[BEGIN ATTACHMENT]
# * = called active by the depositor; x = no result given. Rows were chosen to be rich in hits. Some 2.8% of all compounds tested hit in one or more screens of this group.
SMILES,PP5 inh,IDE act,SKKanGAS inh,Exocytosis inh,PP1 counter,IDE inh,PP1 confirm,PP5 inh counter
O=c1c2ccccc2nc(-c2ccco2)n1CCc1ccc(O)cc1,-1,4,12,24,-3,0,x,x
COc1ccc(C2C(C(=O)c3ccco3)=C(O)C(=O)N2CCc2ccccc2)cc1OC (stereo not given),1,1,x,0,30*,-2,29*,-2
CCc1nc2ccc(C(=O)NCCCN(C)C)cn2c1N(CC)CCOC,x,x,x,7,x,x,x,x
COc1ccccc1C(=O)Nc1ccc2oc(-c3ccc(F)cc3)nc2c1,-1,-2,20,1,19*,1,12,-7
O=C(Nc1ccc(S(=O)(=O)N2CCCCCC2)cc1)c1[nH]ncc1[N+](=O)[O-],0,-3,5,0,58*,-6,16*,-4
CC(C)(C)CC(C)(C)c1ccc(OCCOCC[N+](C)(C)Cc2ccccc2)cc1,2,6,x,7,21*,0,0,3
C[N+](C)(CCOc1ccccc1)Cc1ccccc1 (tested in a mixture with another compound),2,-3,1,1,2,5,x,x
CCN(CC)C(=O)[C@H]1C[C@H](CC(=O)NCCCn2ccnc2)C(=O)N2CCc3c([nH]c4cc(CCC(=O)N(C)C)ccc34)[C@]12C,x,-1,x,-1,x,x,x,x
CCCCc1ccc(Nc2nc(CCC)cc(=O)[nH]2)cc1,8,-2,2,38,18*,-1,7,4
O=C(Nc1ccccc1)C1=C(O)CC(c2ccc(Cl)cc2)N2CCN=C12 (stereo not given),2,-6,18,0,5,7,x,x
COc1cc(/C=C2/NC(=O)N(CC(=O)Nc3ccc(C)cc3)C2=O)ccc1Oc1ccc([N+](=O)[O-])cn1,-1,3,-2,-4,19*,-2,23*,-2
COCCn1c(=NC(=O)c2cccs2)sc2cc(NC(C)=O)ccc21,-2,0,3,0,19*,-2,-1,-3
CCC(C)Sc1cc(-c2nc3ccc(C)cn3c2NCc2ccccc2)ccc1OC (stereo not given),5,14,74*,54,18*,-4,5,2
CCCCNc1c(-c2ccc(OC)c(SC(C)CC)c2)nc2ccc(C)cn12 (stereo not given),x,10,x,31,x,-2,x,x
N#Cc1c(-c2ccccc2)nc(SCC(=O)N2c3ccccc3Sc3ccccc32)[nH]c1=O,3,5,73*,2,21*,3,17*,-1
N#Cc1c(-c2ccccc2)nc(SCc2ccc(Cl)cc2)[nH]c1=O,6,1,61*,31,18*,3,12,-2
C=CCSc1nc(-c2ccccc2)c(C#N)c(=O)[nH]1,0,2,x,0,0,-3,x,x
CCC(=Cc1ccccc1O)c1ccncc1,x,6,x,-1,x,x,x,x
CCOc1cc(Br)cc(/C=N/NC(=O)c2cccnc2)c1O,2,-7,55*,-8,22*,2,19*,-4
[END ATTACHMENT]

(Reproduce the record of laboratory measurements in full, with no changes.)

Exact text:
# * = called active by the depositor; x = no result given. Rows were chosen to be rich in hits. Some 2.8% of all compounds tested hit in one or more screens of this group.
SMILES,PP5 inh,IDE act,SKKanGAS inh,Exocytosis inh,PP1 counter,IDE inh,PP1 confirm,PP5 inh counter
O=c1c2ccccc2nc(-c2ccco2)n1CCc1ccc(O)cc1,-1,4,12,24,-3,0,x,x
COc1ccc(C2C(C(=O)c3ccco3)=C(O)C(=O)N2CCc2ccccc2)cc1OC (stereo not given),1,1,x,0,30*,-2,29*,-2
CCc1nc2ccc(C(=O)NCCCN(C)C)cn2c1N(CC)CCOC,x,x,x,7,x,x,x,x
COc1ccccc1C(=O)Nc1ccc2oc(-c3ccc(F)cc3)nc2c1,-1,-2,20,1,19*,1,12,-7
O=C(Nc1ccc(S(=O)(=O)N2CCCCCC2)cc1)c1[nH]ncc1[N+](=O)[O-],0,-3,5,0,58*,-6,16*,-4
CC(C)(C)CC(C)(C)c1ccc(OCCOCC[N+](C)(C)Cc2ccccc2)cc1,2,6,x,7,21*,0,0,3
C[N+](C)(CCOc1ccccc1)Cc1ccccc1 (tested in a mixture with another compound),2,-3,1,1,2,5,x,x
CCN(CC)C(=O)[C@H]1C[C@H](CC(=O)NCCCn2ccnc2)C(=O)N2CCc3c([nH]c4cc(CCC(=O)N(C)C)ccc34)[C@]12C,x,-1,x,-1,x,x,x,x
CCCCc1ccc(Nc2nc(CCC)cc(=O)[nH]2)cc1,8,-2,2,38,18*,-1,7,4
O=C(Nc1ccccc1)C1=C(O)CC(c2ccc(Cl)cc2)N2CCN=C12 (stereo not given),2,-6,18,0,5,7,x,x
COc1cc(/C=C2/NC(=O)N(CC(=O)Nc3ccc(C)cc3)C2=O)ccc1Oc1ccc([N+](=O)[O-])cn1,-1,3,-2,-4,19*,-2,23*,-2
COCCn1c(=NC(=O)c2cccs2)sc2cc(NC(C)=O)ccc21,-2,0,3,0,19*,-2,-1,-3
CCC(C)Sc1cc(-c2nc3ccc(C)cn3c2NCc2ccccc2)ccc1OC (stereo not given),5,14,74*,54,18*,-4,5,2
CCCCNc1c(-c2ccc(OC)c(SC(C)CC)c2)nc2ccc(C)cn12 (stereo not given),x,10,x,31,x,-2,x,x
N#Cc1c(-c2ccccc2)nc(SCC(=O)N2c3ccccc3Sc3ccccc32)[nH]c1=O,3,5,73*,2,21*,3,17*,-1
N#Cc1c(-c2ccccc2)nc(SCc2ccc(Cl)cc2)[nH]c1=O,6,1,61*,31,18*,3,12,-2
C=CCSc1nc(-c2ccccc2)c(C#N)c(=O)[nH]1,0,2,x,0,0,-3,x,x
CCC(=Cc1ccccc1O)c1ccncc1,x,6,x,-1,x,x,x,x
CCOc1cc(Br)cc(/C=N/NC(=O)c2cccnc2)c1O,2,-7,55*,-8,22*,2,19*,-4